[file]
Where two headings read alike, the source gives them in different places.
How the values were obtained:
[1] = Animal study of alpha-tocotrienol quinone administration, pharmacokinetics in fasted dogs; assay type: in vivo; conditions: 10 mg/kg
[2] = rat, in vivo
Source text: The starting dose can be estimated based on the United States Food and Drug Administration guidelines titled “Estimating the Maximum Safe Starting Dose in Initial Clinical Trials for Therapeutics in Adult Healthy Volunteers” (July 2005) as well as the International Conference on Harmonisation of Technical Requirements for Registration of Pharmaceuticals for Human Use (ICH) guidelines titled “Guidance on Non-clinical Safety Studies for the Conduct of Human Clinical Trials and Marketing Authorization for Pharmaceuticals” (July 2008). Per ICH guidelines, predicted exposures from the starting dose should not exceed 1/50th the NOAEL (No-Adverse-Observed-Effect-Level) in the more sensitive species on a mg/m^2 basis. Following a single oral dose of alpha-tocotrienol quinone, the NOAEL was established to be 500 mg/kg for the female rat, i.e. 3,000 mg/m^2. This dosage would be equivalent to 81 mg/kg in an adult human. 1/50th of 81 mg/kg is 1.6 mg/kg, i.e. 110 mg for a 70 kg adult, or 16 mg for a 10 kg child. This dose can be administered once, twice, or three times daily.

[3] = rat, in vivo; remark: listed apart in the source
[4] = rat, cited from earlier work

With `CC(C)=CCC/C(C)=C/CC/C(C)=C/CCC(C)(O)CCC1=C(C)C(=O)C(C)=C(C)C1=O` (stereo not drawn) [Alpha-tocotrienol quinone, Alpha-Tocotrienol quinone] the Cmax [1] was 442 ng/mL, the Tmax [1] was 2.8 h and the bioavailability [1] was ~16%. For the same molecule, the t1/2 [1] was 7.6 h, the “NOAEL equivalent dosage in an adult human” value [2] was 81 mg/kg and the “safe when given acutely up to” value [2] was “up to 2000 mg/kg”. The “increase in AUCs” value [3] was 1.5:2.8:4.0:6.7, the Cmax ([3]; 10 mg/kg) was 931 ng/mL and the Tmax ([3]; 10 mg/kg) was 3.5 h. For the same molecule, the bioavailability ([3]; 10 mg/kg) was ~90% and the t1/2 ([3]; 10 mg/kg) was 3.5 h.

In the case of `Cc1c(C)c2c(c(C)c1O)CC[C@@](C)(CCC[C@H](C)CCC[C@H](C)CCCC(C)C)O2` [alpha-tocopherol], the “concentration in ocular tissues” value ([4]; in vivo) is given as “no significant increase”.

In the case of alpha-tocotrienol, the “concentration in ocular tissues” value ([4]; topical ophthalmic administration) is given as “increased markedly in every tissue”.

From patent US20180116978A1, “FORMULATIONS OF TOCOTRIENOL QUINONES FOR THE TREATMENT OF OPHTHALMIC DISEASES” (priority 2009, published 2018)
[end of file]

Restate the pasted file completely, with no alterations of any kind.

Where two headings read alike, the source gives them in different places.
How the values were obtained:
[1] = Animal study of alpha-tocotrienol quinone administration, pharmacokinetics in fasted dogs; assay type: in vivo; conditions: 10 mg/kg
[2] = rat, in vivo
Source text: The starting dose can be estimated based on the United States Food and Drug Administration guidelines titled “Estimating the Maximum Safe Starting Dose in Initial Clinical Trials for Therapeutics in Adult Healthy Volunteers” (July 2005) as well as the International Conference on Harmonisation of Technical Requirements for Registration of Pharmaceuticals for Human Use (ICH) guidelines titled “Guidance on Non-clinical Safety Studies for the Conduct of Human Clinical Trials and Marketing Authorization for Pharmaceuticals” (July 2008). Per ICH guidelines, predicted exposures from the starting dose should not exceed 1/50th the NOAEL (No-Adverse-Observed-Effect-Level) in the more sensitive species on a mg/m^2 basis. Following a single oral dose of alpha-tocotrienol quinone, the NOAEL was established to be 500 mg/kg for the female rat, i.e. 3,000 mg/m^2. This dosage would be equivalent to 81 mg/kg in an adult human. 1/50th of 81 mg/kg is 1.6 mg/kg, i.e. 110 mg for a 70 kg adult, or 16 mg for a 10 kg child. This dose can be administered once, twice, or three times daily.

[3] = rat, in vivo; remark: listed apart in the source
[4] = rat, cited from earlier work

With `CC(C)=CCC/C(C)=C/CC/C(C)=C/CCC(C)(O)CCC1=C(C)C(=O)C(C)=C(C)C1=O` (stereo not drawn) [Alpha-tocotrienol quinone, Alpha-Tocotrienol quinone] the Cmax [1] was 442 ng/mL, the Tmax [1] was 2.8 h and the bioavailability [1] was ~16%. For the same molecule, the t1/2 [1] was 7.6 h, the “NOAEL equivalent dosage in an adult human” value [2] was 81 mg/kg and the “safe when given acutely up to” value [2] was “up to 2000 mg/kg”. The “increase in AUCs” value [3] was 1.5:2.8:4.0:6.7, the Cmax ([3]; 10 mg/kg) was 931 ng/mL and the Tmax ([3]; 10 mg/kg) was 3.5 h. For the same molecule, the bioavailability ([3]; 10 mg/kg) was ~90% and the t1/2 ([3]; 10 mg/kg) was 3.5 h.

In the case of `Cc1c(C)c2c(c(C)c1O)CC[C@@](C)(CCC[C@H](C)CCC[C@H](C)CCCC(C)C)O2` [alpha-tocopherol], the “concentration in ocular tissues” value ([4]; in vivo) is given as “no significant increase”.

In the case of alpha-tocotrienol, the “concentration in ocular tissues” value ([4]; topical ophthalmic administration) is given as “increased markedly in every tissue”.

From patent US20180116978A1, “FORMULATIONS OF TOCOTRIENOL QUINONES FOR THE TREATMENT OF OPHTHALMIC DISEASES” (priority 2009, published 2018)